Because the Great Mystery Power had given Coyote much of his medicine, Coyote himself grew very powerful and very conceited. There was nothing, he believed that he couldn’t do. He even thought he was more powerful than the Great Mystery, for Coyote was sometimes wise but also a fool.
One day long ago, it came into his mind to dance with a star. He saw a bright star coming up from behind a mountain, and called out, “Ho, you star, wait and come down! I want to dance with you.”
The star descended so Coyote could get hold of him, and then soared up into the sky, with Coyote hanging on for dear life. Round and round the sky went the star. Coyote got very tired, and the arm that was holding onto the star grew numb, as if it were coming out of its socket. “Star,” he said, “I’ve done enough dancing for now. I’ll let go and be getting back home.”
“No, wait; we’re too high up” said the star. “Wait until I come lower over the mountain.”
Coyote looked down at the earth. He thought it seemed quite near. “I’m tired, star; I think I’ll leave now; we’re low enough,” he said, and let go. Coyote had made a bad mistake. He dropped down, down, down. After a long while, Coyote pulled himself up. He boasted, “Who besides me could dance with stars, and fall out of the sky and live to tell the tale? I am Coyote. I am powerful. I can do anything.”
Coyote was sitting in front of his lodge one night, when from behind the mountain there rose a strange kind of star, a very fast one, trailing a long, shining tail. Coyote said to himself, “Look at that fast star, what fun to dance with him!” He called out, “Ho, strange star with the long tail! Wait for me; come down; let’s dance!” The strange star shot down, and Coyote grabbed hold.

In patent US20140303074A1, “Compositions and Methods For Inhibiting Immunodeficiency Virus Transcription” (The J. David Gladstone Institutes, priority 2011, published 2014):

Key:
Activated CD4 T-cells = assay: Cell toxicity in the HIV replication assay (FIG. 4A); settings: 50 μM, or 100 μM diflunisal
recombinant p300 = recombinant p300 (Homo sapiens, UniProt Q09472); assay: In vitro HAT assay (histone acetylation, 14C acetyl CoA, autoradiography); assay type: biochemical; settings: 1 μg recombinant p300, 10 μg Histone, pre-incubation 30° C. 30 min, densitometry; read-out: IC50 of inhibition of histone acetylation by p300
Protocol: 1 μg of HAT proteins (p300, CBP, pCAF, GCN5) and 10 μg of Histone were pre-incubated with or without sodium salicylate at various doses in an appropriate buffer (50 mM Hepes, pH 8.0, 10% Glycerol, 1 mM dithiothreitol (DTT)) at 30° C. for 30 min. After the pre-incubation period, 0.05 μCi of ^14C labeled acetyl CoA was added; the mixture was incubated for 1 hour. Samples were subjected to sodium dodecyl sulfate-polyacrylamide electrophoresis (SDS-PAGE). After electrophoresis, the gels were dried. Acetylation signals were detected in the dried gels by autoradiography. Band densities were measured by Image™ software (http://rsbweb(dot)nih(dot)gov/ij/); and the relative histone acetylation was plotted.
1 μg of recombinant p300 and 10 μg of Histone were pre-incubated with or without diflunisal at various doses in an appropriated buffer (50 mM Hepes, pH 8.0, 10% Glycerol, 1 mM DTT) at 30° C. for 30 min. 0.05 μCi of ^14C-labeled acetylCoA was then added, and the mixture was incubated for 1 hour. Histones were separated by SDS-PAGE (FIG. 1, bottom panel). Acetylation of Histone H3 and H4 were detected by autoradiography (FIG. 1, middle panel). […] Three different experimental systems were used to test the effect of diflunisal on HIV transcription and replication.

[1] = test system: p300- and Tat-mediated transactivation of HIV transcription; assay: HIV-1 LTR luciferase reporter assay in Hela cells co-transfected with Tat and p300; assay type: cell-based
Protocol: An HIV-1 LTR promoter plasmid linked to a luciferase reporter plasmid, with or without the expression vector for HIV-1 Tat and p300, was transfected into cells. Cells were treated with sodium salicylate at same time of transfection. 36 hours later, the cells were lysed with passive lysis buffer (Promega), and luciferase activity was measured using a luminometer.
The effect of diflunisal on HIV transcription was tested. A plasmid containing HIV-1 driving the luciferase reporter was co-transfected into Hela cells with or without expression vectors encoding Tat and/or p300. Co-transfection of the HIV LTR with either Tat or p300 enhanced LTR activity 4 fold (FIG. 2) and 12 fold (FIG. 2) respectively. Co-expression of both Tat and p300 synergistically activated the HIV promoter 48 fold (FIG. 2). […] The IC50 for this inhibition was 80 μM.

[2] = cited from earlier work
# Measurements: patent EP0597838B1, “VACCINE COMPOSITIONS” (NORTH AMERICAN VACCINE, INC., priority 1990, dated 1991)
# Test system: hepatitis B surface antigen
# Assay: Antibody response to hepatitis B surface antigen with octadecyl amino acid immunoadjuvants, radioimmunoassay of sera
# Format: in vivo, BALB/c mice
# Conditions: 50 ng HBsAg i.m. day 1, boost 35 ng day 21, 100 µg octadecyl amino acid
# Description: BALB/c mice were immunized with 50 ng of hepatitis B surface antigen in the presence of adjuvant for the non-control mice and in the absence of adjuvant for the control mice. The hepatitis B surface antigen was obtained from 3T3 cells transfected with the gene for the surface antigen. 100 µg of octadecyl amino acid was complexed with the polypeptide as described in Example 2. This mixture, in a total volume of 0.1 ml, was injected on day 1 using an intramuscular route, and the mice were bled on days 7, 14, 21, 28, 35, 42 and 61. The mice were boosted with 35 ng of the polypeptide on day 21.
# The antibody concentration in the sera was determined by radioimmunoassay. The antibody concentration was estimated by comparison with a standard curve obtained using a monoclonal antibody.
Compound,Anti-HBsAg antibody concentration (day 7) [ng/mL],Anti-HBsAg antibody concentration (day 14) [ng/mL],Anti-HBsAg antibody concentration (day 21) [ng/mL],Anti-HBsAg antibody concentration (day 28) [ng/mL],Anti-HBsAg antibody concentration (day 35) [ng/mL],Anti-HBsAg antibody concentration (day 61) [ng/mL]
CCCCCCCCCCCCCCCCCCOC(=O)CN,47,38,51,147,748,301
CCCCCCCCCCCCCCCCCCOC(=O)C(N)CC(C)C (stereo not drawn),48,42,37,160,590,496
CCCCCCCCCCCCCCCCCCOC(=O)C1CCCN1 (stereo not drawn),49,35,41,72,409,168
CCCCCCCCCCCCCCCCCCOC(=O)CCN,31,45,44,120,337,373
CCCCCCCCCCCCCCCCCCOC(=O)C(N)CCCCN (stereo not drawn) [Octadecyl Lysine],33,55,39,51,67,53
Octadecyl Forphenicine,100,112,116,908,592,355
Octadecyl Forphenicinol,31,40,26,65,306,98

The star whirled off into the vastness of the universe. Again, Coyote had made a bad mistake. This star was the fastest thing in the universe. It whirled Coyote around so swiftly that bit by bit, small pieces of Coyote were flung off, until at last only Coyote’s right hand was holding onto that fast star. Soon the strewn pieces of Coyote started looking for each other, slowly coming together, forming up into Coyote again.
Coyote called out: “Great Mystery! I was wrong. I’m not as powerful as you. I’m not as powerful as I thought. Have pity on me!”
Then the Great Mystery Power spoke: “Friend Coyote. I gave you four lives. Two you have already wasted foolishly. Better watch out!”
“Have pity on me,” wailed Coyote. “Give me back my right hand.”
“That’s up to the star, my friend. You must be patient. Wait until the star appears to you, then maybe he will shake your hand off.”
“How often does this star appear?”
“Once in a hundred lifetimes,” said the Great Mystery.